After 30 films, Mortensen strikes gold in Middle-earth
New York - No-ego Viggo.
That would be actor Viggo Mortensen, the hunksome hero-warrior Aragorn in "The Lord of the Rings: The Two Towers," whose humility earned him the rhyming moniker from the crew during the 15-month-long filming of Peter Jackson's trio of epics.
He pooh-poohs popular accolades, such as People magazine's anointing him one of the 50 most beautiful people. ("You can do the 50 most handsome dentists in Des Moines and it would be equally valid," he quips).
Those labels, even the most flattering ones, don't faze him.
Sipping a South American blend of tea through a silver straw, dressed in black denim and a painted T-shirt that reads "No more blood for oil," the broodingly handsome actor speaks in quiet tones. He quotes Aristotle and Dante's "The Divine Comedy." He smokes an occasional hand-rolled cigarette. And he wears no shoes. Every now and again he lets loose with a self-deprecating laugh.
After 17 years and 30 films—from his debut as an Amish farmer in Peter Weir's 1985 "Witness" to memorable turns in "The Indian Runner," "G.I. Jane," "A Perfect Murder," and "A Walk on the Moon"—Mortensen could finally catapult into Hollywood's big league thanks to his expanded role in the second leg of the "Lord of the Rings" trilogy.
But Mortensen refuses to take that to the bank.
"I've been in the business for quite a while," says the 44-year-old Danish-American actor. "And I've supposedly arrived many times and supposedly departed, so I kind of take that with a grain of salt. It's really not up to me, nor is it something that I'm concerned with."
What does concern him is what he fears could be a misreading of the tale that pits good against evil amid the threat of world destruction.
Says Mortensen: "I've noticed that some people had compared the first movie, and in some cases, this one even more so ... with what's going on in the world, particularly the US position vis-a-vis the rest of the world.
"We've been bombing the hell out of civilians in Afghanistan and further destroying the infrastructure, economy, and lives of people and haven't come close to tracking down, much less eliminating [Osama] bin Laden and his people. And now as a distraction we go to Iraq. ... I think those people would look at us as the aggressors, as people who want to control their wills. ... What are we doing? What are we accomplishing?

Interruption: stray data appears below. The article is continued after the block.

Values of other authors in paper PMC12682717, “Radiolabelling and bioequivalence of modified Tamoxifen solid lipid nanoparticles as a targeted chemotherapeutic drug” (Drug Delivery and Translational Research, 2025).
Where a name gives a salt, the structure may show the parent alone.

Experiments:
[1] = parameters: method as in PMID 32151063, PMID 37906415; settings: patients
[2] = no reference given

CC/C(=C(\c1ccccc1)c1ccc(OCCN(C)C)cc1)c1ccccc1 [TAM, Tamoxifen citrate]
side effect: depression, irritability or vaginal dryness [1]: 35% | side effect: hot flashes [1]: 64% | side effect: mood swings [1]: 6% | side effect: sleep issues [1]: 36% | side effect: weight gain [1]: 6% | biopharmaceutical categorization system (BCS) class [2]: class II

"It's not a just cause," he continues. "You know that's just my opinion. It's dangerous to think so. I'm not going to stop people from throwing `The Lord of the Rings' into that bag of fun and distraction, and even worse, justification. But for what it's worth, I can say so."
The passion he displays for the impromptu political soapbox sweeps through much of Mortensen's work. An accomplished poet, painter (his work was included in the film, "A Perfect Murder"), and musician, and father to 14-year-old Henry (his ex-wife is punk princess Exene Cervenka), he says he has no preference for one creative expression over another.
"To me they are all the same thing," he says. "Any kind of art, including acting in movies, is a question of observing a thing or a situation and reacting to it without judgment ideally."
New York City gallery owner Robert Mann, who showed Mortensen's work of mixed media and photography in August 2000 and again last July, describes him as "an artist not bound by convention. His work is very volatile and very expressive."
His celebrity status also connected an unlikely audience to his work. "Because of the celebrity factor, he brought in a lot of new collectors," says Mann. "They may have come in as fans, but they left as art collectors."
Another admirer of the many-faceted Mortensen is his longtime friend and Venice, Calif., neighbor Dennis Hopper. The two met during "The Indian Runner," Sean Penn's 1991 directorial debut, and later worked together in " Boiler Room."
"I consider him a fully rounded artist ... one of the most talented actors in world," Hopper says.
These days, Mortensen has also added publisher to his panoply of accomplishments. He recently founded Perceval Press, a small press dedicated to publishing books by artists, "books that might otherwise not get published." Its Web site, percevalpress.com, includes a list of recommended reading and links to other Web sites (among them one for his ex-wife, with whom he remains good friends, as well as for Noam Chomsky and Salon.com).
Through the years, Mortensen says he's grown a bit more comfortable being the subject of someone else's work.
"I used to be afraid of [doing interviews]. Now, I see it as part of my job. You can just have a conversation, and obviously I'm consciously taking the opportunity to offer my point of view of what's going on.
"I still think that I can take things personally or get a little too wrapped up in things than be dispassionate about them, but I'm able to let go of them a little more.
"And in terms of film work, I really have come over the years to the realization that I cannot worry about the end result, whether you like it or not. Just get the most out of it. Be there in the moment."
It's Mortensen's lack of affectation and boundless energy that continues to impress.
"He's a genuine, wonderful guy who is very free-spirited," says Hopper. "There's no pretense. He's doing it because that's the way he's living."
Says Hopper with a laugh, "You don't find a guy every day that will arrive at your door barefoot."